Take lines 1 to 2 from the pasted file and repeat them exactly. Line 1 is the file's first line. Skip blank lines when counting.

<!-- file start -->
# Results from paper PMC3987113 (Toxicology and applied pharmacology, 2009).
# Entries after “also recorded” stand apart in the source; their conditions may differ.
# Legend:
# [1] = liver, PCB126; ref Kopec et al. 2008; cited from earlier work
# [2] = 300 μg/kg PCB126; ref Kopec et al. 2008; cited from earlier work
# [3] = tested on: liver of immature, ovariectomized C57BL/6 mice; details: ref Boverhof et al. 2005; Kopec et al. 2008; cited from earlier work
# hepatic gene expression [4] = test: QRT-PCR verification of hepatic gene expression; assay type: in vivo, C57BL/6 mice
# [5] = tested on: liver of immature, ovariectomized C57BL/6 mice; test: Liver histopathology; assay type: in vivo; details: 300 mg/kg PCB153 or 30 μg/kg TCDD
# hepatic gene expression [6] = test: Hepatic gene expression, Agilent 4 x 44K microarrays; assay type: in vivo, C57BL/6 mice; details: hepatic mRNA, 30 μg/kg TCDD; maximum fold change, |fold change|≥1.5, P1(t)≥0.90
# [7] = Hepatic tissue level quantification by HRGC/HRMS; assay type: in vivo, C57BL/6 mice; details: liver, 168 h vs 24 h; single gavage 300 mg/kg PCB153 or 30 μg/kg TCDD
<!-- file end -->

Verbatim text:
# Results from paper PMC3987113 (Toxicology and applied pharmacology, 2009).
# Entries after “also recorded” stand apart in the source; their conditions may differ.